Eating chocolate improves cognitive function, study finds
People who ate chocolate at least once a week performed better on multiple cognitive tasks, compared to those who ate chocolate less frequently, according to a new study by researchers at the University of Maine, University of South Australia and Luxembourg Institute of Health that has garnered international attention.
With age, education, gender age and race controlled, cognitive tasks were related to following domains, each, measured by multiple tests: Visual-Spatial Memory and Organization, Working Memory, Abstract Verbal Reasoning, Scanning and Tracking, and overall cognitive functioning.
The research team—University of South Australia nutritionist and psychologist Georgina Crichton; UMaine psychologist and epidemiologist Merrill "Pete" Elias; and cardiovascular researcher Dr. Ala'a Alkerwi of the Luxembourg Institute of Health—published their findings in the journal Appetite.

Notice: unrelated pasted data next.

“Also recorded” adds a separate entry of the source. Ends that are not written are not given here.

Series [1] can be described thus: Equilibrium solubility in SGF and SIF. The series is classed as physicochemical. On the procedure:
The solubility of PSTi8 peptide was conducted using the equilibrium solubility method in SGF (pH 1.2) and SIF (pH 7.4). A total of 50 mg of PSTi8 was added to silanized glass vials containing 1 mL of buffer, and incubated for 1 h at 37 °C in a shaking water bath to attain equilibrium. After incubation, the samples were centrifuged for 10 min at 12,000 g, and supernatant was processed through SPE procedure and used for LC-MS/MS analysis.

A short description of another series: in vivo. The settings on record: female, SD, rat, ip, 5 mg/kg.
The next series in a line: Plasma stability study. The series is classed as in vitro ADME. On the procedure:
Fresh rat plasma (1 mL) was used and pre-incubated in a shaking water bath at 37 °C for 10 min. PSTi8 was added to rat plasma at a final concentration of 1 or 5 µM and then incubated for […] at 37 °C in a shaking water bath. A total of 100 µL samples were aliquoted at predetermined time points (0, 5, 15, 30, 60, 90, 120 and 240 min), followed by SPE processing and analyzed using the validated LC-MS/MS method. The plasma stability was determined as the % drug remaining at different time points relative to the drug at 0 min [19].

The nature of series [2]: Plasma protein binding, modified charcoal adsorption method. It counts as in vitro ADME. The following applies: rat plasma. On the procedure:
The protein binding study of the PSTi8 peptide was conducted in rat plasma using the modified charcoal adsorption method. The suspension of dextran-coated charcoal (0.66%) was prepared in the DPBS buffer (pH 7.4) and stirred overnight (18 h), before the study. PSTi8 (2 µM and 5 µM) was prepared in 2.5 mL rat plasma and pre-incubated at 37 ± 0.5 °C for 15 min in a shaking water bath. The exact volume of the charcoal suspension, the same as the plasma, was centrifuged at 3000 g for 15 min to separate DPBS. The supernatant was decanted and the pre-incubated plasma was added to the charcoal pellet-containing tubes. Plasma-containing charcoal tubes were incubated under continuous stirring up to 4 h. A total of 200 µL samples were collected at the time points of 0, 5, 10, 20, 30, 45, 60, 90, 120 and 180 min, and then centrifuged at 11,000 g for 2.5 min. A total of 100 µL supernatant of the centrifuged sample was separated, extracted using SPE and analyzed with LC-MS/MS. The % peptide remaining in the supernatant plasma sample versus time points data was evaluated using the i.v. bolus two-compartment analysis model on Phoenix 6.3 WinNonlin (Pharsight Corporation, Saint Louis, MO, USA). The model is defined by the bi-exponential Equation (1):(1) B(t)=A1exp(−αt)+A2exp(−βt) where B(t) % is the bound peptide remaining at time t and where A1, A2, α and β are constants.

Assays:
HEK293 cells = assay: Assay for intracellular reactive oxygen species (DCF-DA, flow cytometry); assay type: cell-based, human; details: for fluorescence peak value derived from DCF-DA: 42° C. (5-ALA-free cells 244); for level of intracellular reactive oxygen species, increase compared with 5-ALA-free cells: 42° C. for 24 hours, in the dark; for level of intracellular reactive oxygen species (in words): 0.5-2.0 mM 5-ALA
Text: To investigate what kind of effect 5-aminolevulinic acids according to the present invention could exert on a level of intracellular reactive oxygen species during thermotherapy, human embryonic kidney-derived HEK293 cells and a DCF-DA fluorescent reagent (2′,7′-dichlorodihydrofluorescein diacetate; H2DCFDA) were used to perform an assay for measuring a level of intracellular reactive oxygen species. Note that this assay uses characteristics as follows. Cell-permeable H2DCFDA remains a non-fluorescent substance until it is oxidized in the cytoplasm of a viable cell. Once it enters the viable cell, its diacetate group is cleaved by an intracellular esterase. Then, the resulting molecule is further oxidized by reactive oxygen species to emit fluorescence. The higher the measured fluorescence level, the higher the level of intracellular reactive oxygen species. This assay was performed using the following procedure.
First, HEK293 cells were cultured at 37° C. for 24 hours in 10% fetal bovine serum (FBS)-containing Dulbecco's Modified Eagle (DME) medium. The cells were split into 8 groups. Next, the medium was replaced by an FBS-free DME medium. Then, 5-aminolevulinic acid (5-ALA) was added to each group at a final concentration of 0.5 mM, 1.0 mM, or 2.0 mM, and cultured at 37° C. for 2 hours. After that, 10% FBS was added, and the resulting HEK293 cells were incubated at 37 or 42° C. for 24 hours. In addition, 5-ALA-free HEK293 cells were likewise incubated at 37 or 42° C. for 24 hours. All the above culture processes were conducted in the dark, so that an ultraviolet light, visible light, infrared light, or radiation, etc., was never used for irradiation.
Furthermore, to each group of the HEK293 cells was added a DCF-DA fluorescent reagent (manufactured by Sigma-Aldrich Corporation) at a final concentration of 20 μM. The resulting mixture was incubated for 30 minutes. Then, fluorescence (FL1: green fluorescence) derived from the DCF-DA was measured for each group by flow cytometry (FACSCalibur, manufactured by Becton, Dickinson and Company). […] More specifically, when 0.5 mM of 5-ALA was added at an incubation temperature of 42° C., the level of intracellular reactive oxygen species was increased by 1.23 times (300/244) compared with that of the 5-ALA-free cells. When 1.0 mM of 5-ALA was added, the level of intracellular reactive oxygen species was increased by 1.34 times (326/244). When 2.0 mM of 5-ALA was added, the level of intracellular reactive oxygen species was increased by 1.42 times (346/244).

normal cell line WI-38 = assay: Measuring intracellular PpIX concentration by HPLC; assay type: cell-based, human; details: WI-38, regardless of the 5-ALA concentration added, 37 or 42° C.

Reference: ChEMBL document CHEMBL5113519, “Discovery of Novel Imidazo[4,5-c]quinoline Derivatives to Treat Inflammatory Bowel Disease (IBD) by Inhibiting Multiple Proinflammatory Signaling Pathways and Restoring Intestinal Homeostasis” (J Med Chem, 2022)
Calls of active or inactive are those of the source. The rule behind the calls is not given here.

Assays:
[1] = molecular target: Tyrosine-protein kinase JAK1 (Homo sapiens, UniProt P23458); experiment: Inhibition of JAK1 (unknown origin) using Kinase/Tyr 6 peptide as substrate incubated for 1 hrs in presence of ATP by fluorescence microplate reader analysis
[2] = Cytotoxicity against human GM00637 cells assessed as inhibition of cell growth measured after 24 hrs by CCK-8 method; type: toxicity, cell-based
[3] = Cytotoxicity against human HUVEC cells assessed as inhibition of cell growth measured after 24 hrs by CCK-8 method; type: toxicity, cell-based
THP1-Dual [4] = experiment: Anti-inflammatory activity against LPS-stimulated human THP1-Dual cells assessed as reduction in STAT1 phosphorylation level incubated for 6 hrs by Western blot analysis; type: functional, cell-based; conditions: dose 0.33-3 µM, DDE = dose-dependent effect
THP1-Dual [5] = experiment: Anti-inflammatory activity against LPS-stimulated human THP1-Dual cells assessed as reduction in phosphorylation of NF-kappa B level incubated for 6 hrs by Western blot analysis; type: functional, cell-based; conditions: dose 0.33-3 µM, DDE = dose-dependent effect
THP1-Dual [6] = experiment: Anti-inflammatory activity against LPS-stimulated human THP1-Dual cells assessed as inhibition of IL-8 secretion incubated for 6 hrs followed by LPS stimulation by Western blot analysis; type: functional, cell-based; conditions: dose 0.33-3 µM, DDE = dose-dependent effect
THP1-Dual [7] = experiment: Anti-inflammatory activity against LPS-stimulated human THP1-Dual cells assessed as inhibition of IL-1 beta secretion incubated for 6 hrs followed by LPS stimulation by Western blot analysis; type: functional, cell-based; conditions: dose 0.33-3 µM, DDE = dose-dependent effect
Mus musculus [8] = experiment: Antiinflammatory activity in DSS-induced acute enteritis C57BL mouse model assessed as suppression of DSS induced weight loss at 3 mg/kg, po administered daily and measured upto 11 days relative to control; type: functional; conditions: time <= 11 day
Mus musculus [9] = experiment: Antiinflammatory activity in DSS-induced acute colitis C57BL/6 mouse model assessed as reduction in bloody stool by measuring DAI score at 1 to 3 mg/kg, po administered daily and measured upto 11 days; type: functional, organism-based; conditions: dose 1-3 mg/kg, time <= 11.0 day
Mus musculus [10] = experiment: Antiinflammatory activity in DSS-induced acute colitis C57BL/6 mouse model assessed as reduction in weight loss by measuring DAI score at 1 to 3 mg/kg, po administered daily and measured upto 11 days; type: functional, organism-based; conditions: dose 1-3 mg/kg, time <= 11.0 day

The 968 participants ages 23–98 in the study came from the Maine-Syracuse Longitudinal Study, directed by Elias, which has tracked more than 1,000 people over 35 years.
The researchers hypothesized that regular intake of cocoa flavanols may be one of several mechanism explaining the cognitive benefits of chocolate.
In addition, compared to those who never or rarely ate chocolate, those who ate chocolate weekly had higher total and LDL cholesterol, but lower glucose levels. Hypertension and Type 2 diabetes also were lower in regular chocolate consumers than in nonconsumers. But positive associations between chocolate consumption and cognitive performance remained with control for these variables, other risk factors for cardiovascular disease, and consumption of other food and beverages.